James Barham (1785 – 1846)

Painter, Plumber and Glazier

The Will

On 23rd September 1846, just over two weeks before he died, James Barham signed his last will and testament. The contents and implications of the will are discussed in this section. For other aspects of James' life see the following links:

James' last will and testament was signed 17 days before he died and was proved at London on 7th November. It is likely that James had been ill for some time, as he was probably suffering from lead poisoning.  

The original will can be viewed here   Original image of the will of James Barham (308 kb)

A transcription is also available          Transcription of the will of James Barham (25 kb)

The will directed that

  • His son Alfred and Daughter Susannah should be appointed Executor and Executrix
  • Alfred should carry on the business of Plumber Painter and Glazier until the youngest reputed child reaches the age of seventeen and he shall be paid 27 shillings per week as remuneration
  • The profit from the business should be applied for the maintenance and support of his reputed children Emma, Louisa, Frederick George and Thomas until they reach the age of seventeen.
  • It should also support Elizabeth Hazelton until the youngest reputed child reaches the age of seventeen.
  • The reputed children should have a home and provision made for them until they reach the age of seventeen "provided they shall behave themselves in a respectable and proper manner".
  • Alfred and Susannah should "regard with kindness and attention and to attend to the wants and comforts of my reputed children and Elizabeth Haselton "
  • If Alfred should die or decline to carry on the trade that all the assets should be sold and the proceeds divided into two equal parts.
  • One part of the proceeds should be shared between his children Mary Ann, William, Alfred and Susannah.
  • The other part should be shared between his reputed children Elizabeth, Charles, Richard, Emma, Louisa, Frederick George and Thomas and Elizabeth Hazelton.
  • All household furniture and effects are bequeathed to Alfred and Susannah upon Trust
  • After the business ceases in pursuance of the will that all furniture and effects, money and stock in trade etc. should be divided between the four children, Mary Ann, William, Alfred and Susannah and that the goodwill of the trade should be bequeathed to Alfred.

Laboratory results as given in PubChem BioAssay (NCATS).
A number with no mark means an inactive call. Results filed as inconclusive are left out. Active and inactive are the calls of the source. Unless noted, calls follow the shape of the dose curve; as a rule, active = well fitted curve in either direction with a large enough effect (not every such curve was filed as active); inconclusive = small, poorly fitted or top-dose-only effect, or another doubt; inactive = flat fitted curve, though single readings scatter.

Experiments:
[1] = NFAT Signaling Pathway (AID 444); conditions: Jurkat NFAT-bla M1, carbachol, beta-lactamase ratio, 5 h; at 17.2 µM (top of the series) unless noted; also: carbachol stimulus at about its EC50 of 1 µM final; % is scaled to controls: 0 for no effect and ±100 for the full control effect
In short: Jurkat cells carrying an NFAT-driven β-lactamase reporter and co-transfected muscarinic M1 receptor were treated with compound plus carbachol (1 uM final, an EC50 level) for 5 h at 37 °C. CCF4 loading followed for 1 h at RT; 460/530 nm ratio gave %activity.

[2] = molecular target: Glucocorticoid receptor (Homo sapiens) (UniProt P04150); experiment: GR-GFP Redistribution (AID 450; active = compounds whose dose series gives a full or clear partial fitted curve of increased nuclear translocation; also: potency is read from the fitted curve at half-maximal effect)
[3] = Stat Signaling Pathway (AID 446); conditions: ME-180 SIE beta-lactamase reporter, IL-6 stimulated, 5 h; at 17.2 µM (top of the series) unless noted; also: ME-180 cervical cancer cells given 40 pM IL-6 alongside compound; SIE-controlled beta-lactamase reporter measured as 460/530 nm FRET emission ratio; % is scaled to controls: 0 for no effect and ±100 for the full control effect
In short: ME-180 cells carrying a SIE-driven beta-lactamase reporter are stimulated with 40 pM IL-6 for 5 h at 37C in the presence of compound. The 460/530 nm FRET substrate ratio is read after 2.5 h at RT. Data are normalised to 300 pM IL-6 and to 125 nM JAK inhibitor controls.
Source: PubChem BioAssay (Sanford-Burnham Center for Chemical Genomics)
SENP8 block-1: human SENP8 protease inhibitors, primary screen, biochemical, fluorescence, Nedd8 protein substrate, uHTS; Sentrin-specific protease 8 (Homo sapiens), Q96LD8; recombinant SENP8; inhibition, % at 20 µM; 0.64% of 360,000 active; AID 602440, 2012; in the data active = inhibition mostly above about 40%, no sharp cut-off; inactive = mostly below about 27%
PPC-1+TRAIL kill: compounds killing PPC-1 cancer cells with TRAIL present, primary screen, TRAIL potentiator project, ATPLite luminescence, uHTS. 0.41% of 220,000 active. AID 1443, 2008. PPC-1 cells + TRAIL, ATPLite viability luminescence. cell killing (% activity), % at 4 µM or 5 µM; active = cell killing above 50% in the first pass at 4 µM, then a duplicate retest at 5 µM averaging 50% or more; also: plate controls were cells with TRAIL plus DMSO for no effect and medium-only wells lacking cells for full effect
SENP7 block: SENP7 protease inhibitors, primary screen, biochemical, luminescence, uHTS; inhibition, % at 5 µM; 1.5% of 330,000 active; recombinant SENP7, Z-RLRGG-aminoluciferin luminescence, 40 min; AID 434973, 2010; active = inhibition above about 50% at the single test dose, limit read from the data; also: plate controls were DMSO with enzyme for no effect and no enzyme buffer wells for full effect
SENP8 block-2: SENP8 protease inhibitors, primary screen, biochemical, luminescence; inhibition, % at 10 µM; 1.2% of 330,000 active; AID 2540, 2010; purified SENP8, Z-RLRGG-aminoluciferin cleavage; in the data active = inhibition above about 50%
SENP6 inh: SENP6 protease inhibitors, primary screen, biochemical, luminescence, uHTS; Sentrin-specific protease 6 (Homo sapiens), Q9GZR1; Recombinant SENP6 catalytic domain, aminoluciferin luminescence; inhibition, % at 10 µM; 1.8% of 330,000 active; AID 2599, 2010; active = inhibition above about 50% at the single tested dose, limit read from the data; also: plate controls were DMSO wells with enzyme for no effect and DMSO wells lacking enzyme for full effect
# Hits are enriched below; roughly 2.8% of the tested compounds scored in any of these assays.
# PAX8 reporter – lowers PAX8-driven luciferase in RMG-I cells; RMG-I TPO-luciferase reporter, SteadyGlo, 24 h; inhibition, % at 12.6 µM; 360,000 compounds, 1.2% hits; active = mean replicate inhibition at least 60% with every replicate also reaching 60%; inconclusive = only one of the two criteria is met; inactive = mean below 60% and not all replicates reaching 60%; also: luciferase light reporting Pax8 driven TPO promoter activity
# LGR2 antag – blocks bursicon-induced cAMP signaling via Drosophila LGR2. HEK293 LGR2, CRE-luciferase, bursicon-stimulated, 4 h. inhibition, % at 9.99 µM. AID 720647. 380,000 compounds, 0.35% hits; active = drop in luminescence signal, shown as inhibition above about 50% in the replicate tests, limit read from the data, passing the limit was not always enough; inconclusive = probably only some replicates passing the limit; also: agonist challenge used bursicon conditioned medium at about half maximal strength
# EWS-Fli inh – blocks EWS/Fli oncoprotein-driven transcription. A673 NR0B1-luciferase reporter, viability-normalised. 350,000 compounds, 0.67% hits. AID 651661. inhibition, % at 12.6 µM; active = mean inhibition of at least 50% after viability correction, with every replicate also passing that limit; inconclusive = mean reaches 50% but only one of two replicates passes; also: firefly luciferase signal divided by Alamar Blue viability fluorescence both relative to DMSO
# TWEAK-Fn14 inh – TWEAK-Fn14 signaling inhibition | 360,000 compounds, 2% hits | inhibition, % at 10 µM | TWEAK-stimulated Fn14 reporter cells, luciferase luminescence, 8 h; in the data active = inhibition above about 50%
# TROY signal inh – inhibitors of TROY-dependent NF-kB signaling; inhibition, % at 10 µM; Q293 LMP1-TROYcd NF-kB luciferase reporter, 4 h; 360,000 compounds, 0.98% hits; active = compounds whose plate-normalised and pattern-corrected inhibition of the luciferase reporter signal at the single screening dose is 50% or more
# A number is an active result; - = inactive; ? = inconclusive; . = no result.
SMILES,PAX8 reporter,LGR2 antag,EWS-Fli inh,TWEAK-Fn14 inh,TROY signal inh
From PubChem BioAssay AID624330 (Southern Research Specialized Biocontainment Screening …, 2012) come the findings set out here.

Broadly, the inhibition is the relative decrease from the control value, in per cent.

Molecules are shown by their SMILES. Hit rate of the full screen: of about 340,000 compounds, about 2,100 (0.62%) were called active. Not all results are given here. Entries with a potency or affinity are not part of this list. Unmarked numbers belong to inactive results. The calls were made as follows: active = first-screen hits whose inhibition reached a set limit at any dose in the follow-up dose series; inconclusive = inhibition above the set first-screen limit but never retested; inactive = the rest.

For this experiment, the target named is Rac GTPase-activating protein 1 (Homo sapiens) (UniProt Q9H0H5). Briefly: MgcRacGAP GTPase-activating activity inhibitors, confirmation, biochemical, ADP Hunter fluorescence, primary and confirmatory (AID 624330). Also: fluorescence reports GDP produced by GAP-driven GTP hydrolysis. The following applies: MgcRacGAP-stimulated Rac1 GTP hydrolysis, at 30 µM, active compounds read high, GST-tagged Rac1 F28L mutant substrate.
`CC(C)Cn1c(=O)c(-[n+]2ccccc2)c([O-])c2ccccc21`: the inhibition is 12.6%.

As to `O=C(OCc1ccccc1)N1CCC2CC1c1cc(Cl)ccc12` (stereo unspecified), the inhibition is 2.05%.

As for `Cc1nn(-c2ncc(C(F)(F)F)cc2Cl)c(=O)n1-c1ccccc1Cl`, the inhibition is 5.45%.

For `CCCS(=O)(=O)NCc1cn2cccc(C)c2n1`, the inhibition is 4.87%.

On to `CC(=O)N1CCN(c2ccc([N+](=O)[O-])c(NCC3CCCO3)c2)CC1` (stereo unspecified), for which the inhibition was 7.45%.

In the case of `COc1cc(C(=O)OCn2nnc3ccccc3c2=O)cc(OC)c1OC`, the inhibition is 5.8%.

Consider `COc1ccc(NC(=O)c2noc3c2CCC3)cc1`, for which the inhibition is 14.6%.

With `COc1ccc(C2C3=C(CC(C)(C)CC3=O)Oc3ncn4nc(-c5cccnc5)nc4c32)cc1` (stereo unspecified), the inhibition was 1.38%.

The first thing that the will tells us is that James and Elizabeth were not married, despite her being described as Elizabeth Barham in the baptism records of her children and in the 1841 census. Much of the will is concerned with the maintenance of Elizabeth and her young children until they reached the age of seventeen.  Strangely Richard was still 6 months away from his 17th birthday at the time of James death, but he was excluded from support.  Maybe he had already shown himself capable of paying his own way.

Alfred was therefore required to carry on the business for the next eleven years, at a fixed wage of 27/- per week   It is not easy to equate this to modern values, but it is hardly an attractive sum. There is in addition the threat that if he does not comply, half of his inheritance (and that of his brother and sisters) will be given to Elizabeth and his half siblings. There is no record at this point that either Alfred or Susannah had married.

We must assume from this that Alfred was supporting his father and running the business during his final illness and he was clearly close by he was the informant on the death certificate. We do not know anything about the attitudes of Alfred and Susannah towards Elizabeth and her children, but the statement that they should regard them "with kindness and attention and to attend to the[ir] wants and comforts"  hints that they may not have been favourable.  Elizabeth had replaced their mother when they were about 9 and 7 respectively, but her attentions would undoubtedly have turned away from them with the birth of her own children.

In the next section the aftermath of James' death is considered and to what extent his wishes were carried out.

For the next section  see Epilogue